"Yeah, you take a look at how Alando Tucker got his minutes [last year]. We've said this many times, he shows, obviously the propensity for getting off the floor, which he did in high school, but there's so much of the game played on the floor, that the great thing about Tucker was picking up everything so quickly, his support defensively, his block-outs, his tenacity. And he's a lot stronger than people realize. As I've said before, a former player at Platteville that coached against him talked about him being an undersized post-player but a guy who he thought would do real well in our system. And he was right; Tucker does do real well in our system, so he played as a freshman. So, to answer your question, how did Alando get on the floor? Defensively, he moved his feet, he got to spots, he blocked out, he didn't give up a lot of second shots and he learned to take care of the basketball better. So, on the defensive end you can't be a liability and on the offensive end you can't be a liability. If you have four areas and three of them you're real strong, then we'll try to camouflage that fourth one."
Bo, what are you looking for from the guys who might replace Alando (Tucker), and who's in the mix?
"There are a lot of possibilities. Right now it's too early to tell. There's a lot of jockeying, as far as one day one guy will look better one practice or half the practice do well here, and we're just looking for the most consistent play out of an individual or individuals to get those minutes."
Last year [the state of] Wisconsin had three programs in the [NCAA] tournament and you've had three successful programs for a couple years. Is that starting to show up when you go out of state to recruit? Is this becoming a basketball state?
"We've answered that question quite a bit here in the fall with different people inquiring, and very simply it's over the years, number one, the high school coaches have done a better job of going to clinics and working their systems, creating their systems. There are more basketball coaches in the state of Wisconsin who do only basketball, as opposed to years before where the coaches I ran into were doing more than one sport. Now there are a lot more basketball coaches doing just basketball, and I think that helps you a lot as a teacher and a coach. The AAU programs in this state are doing a really good job of being legit, being people that are truly trying to help student athletes for the most part. I think that if you have people doing their part on that end, the high school coaches doing their part, and you have the non-Division I programs that are being successful then you have places to play for student-athletes in the state of Wisconsin. It isn't just because somebody noticed three Division I schools going to the NCAA tournament that all of a sudden the people who know anything about basketball knew that there was basketball in the state before. Eau Claire, Stevens Point, Whitewater, somebody said Platteville was good for a while. There's been good basketball in this state for a while. You didn't just discover that. Nationally they've just discovered it with three programs in [the tournament], but I think Wisconsin has had pretty good basketball here for more than just a brief period. Having watched the Badger State games, having watched all the different types of basketball played in the state of Wisconsin, having watched the Wisconsin players go out to [Las] Vegas, to play basketball, and Orlando and other places in different tournaments – Wisconsin people can play. And I think from the coaching end and the teaching end, I think the reasons I just talked about before are some of the reasons why it's even better along those lines also."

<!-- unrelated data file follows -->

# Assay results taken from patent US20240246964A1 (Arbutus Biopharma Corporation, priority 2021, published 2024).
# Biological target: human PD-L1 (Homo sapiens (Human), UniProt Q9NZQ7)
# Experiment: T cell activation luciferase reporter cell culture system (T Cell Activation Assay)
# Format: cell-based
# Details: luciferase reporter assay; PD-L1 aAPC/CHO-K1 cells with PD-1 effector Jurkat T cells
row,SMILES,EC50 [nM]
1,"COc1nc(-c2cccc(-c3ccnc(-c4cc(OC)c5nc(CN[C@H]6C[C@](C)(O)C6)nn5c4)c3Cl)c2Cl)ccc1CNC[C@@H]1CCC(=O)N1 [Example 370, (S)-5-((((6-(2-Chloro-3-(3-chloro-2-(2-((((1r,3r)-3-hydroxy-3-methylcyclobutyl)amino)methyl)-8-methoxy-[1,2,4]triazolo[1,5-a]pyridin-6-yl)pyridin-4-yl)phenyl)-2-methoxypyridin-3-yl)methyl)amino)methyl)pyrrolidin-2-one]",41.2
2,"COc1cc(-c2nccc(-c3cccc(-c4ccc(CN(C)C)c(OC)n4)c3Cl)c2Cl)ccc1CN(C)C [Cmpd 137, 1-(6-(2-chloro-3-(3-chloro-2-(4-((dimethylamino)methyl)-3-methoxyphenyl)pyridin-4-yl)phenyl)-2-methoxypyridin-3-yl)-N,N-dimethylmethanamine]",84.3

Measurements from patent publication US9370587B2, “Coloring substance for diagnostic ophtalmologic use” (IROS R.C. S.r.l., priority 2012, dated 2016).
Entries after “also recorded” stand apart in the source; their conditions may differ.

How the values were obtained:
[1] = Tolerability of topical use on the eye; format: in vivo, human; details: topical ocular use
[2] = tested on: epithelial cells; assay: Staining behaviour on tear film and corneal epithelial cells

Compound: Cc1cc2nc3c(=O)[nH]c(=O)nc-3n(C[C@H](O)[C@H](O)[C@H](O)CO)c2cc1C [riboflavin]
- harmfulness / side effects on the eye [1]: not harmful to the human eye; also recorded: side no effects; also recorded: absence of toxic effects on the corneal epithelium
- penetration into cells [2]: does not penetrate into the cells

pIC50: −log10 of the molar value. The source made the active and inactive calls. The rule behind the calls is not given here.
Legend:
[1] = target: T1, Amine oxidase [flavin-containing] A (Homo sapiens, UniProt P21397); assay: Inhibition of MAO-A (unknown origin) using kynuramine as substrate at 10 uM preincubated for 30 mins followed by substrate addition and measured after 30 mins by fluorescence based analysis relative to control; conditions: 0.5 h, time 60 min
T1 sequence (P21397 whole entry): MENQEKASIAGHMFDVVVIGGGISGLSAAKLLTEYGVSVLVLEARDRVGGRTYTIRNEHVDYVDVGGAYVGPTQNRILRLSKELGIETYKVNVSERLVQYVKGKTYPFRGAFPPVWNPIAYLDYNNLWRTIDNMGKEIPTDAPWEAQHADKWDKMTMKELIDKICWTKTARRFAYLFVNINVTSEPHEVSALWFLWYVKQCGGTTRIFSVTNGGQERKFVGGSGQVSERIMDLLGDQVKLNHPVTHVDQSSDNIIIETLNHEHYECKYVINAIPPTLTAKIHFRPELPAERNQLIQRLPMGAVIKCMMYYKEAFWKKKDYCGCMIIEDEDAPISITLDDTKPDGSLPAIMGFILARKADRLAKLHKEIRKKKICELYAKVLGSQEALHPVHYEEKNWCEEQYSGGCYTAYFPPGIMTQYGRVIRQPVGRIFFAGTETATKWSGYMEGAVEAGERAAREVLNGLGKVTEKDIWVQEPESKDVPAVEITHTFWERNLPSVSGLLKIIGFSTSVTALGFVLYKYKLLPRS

Junior forward Mike Wilkinson
Do you have more confidence going into this season than in the past years knowing that you guys are what you are, the two time Big Ten Champs?
"We have a lot of confidence in each other that we can go and try and repeat again, but it is a difficult conference this year. Every team is good; every team has a lot of guys back. We still have a lot to prove - a lot of people still doubt that we can go out there play with all these other teams, especially with some of the guys we have. We still have a lot to prove about our team."
Do you really think that people doubt a team that has four starters back from a team that won the Big Ten in consecutive years?